In bigger cities they have enough players to fill various teams with age appropriate kids but in our neck of the woods that isn’t always the case. So we end up with a mix of girls whose experience levels range from none to a year or two of junior high softball.
In the dugout, it can be chaos. Twelve-year-old girls love to ask a lot of questions, many of which have little do with softball. It’s a blur of noise and movement that leaves coaches groggy-headed and at a loss for words.
And on the field, it sometimes feels like you’re trying to hold back a herd of wild chickens.
To top it all off, we play two 70-minute games back-to-back every week. Most adults have trouble focusing for that long, so you can imagine what the scene looks like by game two.
It was during the middle of one such situation when our starting pitcher, having already rocked it for six or seven innings, began to run out of gas. Our other starting pitcher hurt her finger in the first game and could only give us a little relief, so we were in a bit of a quandary.
If you don’t know anything else about 12u fastpitch softball, know this: If you can’t pitch it makes for a very, very long game.
Hot, tired, thirsty and starving, I was about to pull the plug on the game when one of our most quiet players, a girl named Audrey, reminded me that she had been teaching herself to pitch and was willing to give it a try.
Fastpitch softball pitching is not easy. It takes years to master and most girls – most people – can’t do it. There’s nothing natural about it and it takes a lot of training and a lot of mental stamina to get over the bumps on the road to perfection.
It takes thousands of pitches on the field in and in the gym, hundreds of walks, balls in the dirt and hit batters before you get good at it.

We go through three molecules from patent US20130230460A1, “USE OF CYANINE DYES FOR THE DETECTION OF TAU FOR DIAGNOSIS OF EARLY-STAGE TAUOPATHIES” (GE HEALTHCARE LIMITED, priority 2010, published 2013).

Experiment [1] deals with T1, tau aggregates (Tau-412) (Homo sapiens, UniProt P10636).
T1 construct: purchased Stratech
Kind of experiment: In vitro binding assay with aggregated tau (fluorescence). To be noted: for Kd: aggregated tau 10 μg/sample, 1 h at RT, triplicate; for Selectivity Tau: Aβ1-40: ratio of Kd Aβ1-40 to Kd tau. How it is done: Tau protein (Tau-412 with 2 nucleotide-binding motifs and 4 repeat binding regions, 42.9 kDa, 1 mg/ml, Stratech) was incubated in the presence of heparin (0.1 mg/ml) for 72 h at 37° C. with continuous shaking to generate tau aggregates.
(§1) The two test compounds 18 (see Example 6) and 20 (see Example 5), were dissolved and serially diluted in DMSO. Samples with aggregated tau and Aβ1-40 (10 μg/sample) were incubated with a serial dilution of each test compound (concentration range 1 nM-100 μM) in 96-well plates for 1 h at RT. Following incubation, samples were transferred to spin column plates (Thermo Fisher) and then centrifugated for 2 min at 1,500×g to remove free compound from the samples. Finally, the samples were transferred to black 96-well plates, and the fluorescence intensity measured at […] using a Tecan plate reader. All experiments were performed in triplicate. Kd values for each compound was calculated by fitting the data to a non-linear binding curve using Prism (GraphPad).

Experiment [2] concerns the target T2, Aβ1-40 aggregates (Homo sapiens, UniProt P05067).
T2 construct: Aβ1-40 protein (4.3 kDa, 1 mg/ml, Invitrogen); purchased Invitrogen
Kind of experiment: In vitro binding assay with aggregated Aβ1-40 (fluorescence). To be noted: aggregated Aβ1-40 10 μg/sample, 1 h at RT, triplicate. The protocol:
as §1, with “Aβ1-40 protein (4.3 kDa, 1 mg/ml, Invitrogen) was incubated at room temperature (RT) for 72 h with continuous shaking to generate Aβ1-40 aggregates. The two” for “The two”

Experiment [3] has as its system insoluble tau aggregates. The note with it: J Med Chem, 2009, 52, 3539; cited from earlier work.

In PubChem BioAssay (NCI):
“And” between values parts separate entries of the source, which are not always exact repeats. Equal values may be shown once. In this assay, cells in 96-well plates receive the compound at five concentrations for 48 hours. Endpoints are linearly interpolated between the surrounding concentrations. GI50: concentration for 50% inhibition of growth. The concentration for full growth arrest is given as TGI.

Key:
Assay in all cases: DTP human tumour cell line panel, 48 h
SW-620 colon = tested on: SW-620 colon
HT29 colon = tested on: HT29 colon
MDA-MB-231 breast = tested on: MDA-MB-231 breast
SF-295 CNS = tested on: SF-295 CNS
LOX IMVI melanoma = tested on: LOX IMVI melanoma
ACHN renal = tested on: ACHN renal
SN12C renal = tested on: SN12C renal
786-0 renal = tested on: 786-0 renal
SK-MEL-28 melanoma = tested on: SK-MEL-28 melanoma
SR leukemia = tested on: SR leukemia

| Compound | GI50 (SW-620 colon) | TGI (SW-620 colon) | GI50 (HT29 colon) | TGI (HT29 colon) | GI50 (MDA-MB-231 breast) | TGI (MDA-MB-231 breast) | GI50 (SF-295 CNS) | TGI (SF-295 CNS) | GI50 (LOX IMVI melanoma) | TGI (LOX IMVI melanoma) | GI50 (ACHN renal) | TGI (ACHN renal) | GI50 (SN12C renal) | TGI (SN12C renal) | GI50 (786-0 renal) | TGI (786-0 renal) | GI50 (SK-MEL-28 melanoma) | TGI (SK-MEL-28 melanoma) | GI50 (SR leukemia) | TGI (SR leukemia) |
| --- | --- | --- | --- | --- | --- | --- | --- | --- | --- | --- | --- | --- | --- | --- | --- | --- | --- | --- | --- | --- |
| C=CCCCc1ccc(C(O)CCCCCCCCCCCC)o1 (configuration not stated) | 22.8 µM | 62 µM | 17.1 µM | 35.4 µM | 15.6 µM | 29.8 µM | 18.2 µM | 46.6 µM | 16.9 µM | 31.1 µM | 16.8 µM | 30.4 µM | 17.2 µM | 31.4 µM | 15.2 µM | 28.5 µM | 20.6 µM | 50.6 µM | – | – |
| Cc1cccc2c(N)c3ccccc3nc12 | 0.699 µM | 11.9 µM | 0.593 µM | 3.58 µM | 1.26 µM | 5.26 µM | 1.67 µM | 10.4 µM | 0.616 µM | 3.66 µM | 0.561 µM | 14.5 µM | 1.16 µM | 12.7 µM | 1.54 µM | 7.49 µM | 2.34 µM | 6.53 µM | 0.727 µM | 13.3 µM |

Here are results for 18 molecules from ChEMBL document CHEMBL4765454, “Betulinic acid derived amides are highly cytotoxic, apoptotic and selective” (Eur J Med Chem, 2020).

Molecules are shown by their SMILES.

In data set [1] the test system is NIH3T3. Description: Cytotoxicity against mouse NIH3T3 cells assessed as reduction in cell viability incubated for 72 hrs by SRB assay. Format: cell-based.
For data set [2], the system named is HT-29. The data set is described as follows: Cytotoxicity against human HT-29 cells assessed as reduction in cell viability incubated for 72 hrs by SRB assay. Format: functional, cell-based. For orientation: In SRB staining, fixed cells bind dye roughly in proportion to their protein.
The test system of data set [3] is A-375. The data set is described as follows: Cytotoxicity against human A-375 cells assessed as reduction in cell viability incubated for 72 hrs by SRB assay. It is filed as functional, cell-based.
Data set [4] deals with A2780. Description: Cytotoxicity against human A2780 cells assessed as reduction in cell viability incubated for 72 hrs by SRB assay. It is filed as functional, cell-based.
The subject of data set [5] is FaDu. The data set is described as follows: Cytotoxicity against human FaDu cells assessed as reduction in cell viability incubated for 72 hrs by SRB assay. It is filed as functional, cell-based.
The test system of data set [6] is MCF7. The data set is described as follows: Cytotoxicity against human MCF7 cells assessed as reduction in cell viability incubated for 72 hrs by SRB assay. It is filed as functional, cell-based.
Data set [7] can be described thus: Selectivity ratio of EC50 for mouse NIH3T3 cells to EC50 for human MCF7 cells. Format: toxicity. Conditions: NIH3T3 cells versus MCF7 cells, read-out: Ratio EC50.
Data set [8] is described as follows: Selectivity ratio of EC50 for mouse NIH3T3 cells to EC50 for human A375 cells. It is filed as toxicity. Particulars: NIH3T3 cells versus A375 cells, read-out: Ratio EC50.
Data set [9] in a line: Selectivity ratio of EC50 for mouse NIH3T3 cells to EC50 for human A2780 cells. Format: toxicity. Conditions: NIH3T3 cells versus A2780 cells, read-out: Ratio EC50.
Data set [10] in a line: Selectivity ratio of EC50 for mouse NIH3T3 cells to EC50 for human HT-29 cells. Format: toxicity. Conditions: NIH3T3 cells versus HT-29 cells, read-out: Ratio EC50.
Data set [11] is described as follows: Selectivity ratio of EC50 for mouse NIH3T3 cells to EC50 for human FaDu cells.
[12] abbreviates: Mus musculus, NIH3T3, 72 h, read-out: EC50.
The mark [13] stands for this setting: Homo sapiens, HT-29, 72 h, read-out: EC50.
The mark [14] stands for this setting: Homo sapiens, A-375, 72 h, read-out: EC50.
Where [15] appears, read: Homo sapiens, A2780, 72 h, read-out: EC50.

I looked at her and said, “go ahead, give it a try.”
And try she did. She walked out to the mound and started firing fast balls at a speed much greater than I could have imagined and besides a few technical issues with her motion, she looked like a pitcher.
Then the inning started. She walked batter after batter, hit two or three girls and the runs started pouring in. Still she fired pitch after pitch, eventually finding a few perfect throws and even striking a girl out.
Meanwhile her teammates cheered on her every throw and the parents in the bleachers, even the ones I figured would start grumbling as our lead shrunk more and more with every wild pitch, were pulling for her, hooting and hollering every time she found the zone.
When it was all said and done and the dust settled on our opponent’s five run inning (in 12u they stop the carnage at five runs or nine batters, whichever comes first), that young lady didn’t cry or come off the field saying she’d never pitch again.
Instead she had a smile on her face that stretched from ear-to-ear as all her teammates huddled around her and said great job.
As we walked away from the field, I could hear her family asking what the distance was from the pitcher’s mound to home plate so they could set up an area to practice in their yard.
And I slept great that night, knowing that another memory was made.